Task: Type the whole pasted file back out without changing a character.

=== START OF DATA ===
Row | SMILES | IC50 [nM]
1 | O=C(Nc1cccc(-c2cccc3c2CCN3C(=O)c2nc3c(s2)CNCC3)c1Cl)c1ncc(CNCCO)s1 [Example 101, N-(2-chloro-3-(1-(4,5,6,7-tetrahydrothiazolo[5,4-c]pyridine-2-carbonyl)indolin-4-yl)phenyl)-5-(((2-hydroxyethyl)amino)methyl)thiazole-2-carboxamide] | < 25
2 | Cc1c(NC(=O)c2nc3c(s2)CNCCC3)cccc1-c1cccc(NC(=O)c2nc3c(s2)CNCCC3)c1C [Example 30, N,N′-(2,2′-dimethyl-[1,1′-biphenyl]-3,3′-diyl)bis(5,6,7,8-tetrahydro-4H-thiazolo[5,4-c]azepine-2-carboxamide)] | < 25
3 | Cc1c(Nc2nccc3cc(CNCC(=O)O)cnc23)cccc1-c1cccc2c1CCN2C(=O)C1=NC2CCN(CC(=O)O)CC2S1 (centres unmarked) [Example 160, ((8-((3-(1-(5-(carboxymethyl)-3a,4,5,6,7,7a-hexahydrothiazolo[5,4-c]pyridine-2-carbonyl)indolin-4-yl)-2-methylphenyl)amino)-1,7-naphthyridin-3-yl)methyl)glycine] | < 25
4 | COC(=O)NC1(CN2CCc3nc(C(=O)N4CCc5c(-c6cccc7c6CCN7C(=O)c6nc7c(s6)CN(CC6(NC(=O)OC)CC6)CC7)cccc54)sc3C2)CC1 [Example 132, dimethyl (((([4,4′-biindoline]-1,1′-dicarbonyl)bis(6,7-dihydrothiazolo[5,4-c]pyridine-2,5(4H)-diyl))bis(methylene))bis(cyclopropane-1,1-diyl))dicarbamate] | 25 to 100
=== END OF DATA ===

Row | SMILES | IC50 [nM]
1 | O=C(Nc1cccc(-c2cccc3c2CCN3C(=O)c2nc3c(s2)CNCC3)c1Cl)c1ncc(CNCCO)s1 [Example 101, N-(2-chloro-3-(1-(4,5,6,7-tetrahydrothiazolo[5,4-c]pyridine-2-carbonyl)indolin-4-yl)phenyl)-5-(((2-hydroxyethyl)amino)methyl)thiazole-2-carboxamide] | < 25
2 | Cc1c(NC(=O)c2nc3c(s2)CNCCC3)cccc1-c1cccc(NC(=O)c2nc3c(s2)CNCCC3)c1C [Example 30, N,N′-(2,2′-dimethyl-[1,1′-biphenyl]-3,3′-diyl)bis(5,6,7,8-tetrahydro-4H-thiazolo[5,4-c]azepine-2-carboxamide)] | < 25
3 | Cc1c(Nc2nccc3cc(CNCC(=O)O)cnc23)cccc1-c1cccc2c1CCN2C(=O)C1=NC2CCN(CC(=O)O)CC2S1 (centres unmarked) [Example 160, ((8-((3-(1-(5-(carboxymethyl)-3a,4,5,6,7,7a-hexahydrothiazolo[5,4-c]pyridine-2-carbonyl)indolin-4-yl)-2-methylphenyl)amino)-1,7-naphthyridin-3-yl)methyl)glycine] | < 25
4 | COC(=O)NC1(CN2CCc3nc(C(=O)N4CCc5c(-c6cccc7c6CCN7C(=O)c6nc7c(s6)CN(CC6(NC(=O)OC)CC6)CC7)cccc54)sc3C2)CC1 [Example 132, dimethyl (((([4,4′-biindoline]-1,1′-dicarbonyl)bis(6,7-dihydrothiazolo[5,4-c]pyridine-2,5(4H)-diyl))bis(methylene))bis(cyclopropane-1,1-diyl))dicarbamate] | 25 to 100